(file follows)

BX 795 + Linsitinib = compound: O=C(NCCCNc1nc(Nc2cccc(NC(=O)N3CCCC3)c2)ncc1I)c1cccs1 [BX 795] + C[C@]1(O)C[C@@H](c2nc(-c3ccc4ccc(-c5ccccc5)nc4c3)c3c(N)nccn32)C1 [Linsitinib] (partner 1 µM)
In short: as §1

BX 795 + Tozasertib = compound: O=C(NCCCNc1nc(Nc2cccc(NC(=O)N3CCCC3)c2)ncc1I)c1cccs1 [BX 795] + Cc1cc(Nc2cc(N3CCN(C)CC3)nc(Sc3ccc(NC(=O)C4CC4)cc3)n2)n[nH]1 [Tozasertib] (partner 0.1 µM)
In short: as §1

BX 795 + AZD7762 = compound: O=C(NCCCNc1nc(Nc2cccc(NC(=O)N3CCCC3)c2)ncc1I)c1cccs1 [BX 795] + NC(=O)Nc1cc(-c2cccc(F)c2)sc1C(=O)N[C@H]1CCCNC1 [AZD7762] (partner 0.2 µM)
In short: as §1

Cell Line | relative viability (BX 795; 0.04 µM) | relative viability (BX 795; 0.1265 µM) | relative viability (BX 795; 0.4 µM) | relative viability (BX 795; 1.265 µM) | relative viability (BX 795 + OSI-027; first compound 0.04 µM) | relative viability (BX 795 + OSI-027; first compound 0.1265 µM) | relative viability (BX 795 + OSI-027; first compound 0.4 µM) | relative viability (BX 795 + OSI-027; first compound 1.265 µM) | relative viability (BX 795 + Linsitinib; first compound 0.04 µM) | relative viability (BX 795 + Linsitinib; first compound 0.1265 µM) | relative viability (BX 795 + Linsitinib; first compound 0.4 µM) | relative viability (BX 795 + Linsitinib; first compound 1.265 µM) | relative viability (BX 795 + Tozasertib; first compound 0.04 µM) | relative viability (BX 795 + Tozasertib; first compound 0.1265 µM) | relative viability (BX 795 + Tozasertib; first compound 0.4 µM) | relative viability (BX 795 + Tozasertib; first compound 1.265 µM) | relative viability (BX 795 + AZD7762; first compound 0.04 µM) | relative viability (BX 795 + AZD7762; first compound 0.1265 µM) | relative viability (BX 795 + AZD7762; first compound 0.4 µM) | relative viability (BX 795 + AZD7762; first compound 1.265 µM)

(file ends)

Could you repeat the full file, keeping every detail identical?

BX 795 + Linsitinib = compound: O=C(NCCCNc1nc(Nc2cccc(NC(=O)N3CCCC3)c2)ncc1I)c1cccs1 [BX 795] + C[C@]1(O)C[C@@H](c2nc(-c3ccc4ccc(-c5ccccc5)nc4c3)c3c(N)nccn32)C1 [Linsitinib] (partner 1 µM)
In short: as §1

BX 795 + Tozasertib = compound: O=C(NCCCNc1nc(Nc2cccc(NC(=O)N3CCCC3)c2)ncc1I)c1cccs1 [BX 795] + Cc1cc(Nc2cc(N3CCN(C)CC3)nc(Sc3ccc(NC(=O)C4CC4)cc3)n2)n[nH]1 [Tozasertib] (partner 0.1 µM)
In short: as §1

BX 795 + AZD7762 = compound: O=C(NCCCNc1nc(Nc2cccc(NC(=O)N3CCCC3)c2)ncc1I)c1cccs1 [BX 795] + NC(=O)Nc1cc(-c2cccc(F)c2)sc1C(=O)N[C@H]1CCCNC1 [AZD7762] (partner 0.2 µM)
In short: as §1

Cell Line | relative viability (BX 795; 0.04 µM) | relative viability (BX 795; 0.1265 µM) | relative viability (BX 795; 0.4 µM) | relative viability (BX 795; 1.265 µM) | relative viability (BX 795 + OSI-027; first compound 0.04 µM) | relative viability (BX 795 + OSI-027; first compound 0.1265 µM) | relative viability (BX 795 + OSI-027; first compound 0.4 µM) | relative viability (BX 795 + OSI-027; first compound 1.265 µM) | relative viability (BX 795 + Linsitinib; first compound 0.04 µM) | relative viability (BX 795 + Linsitinib; first compound 0.1265 µM) | relative viability (BX 795 + Linsitinib; first compound 0.4 µM) | relative viability (BX 795 + Linsitinib; first compound 1.265 µM) | relative viability (BX 795 + Tozasertib; first compound 0.04 µM) | relative viability (BX 795 + Tozasertib; first compound 0.1265 µM) | relative viability (BX 795 + Tozasertib; first compound 0.4 µM) | relative viability (BX 795 + Tozasertib; first compound 1.265 µM) | relative viability (BX 795 + AZD7762; first compound 0.04 µM) | relative viability (BX 795 + AZD7762; first compound 0.1265 µM) | relative viability (BX 795 + AZD7762; first compound 0.4 µM) | relative viability (BX 795 + AZD7762; first compound 1.265 µM)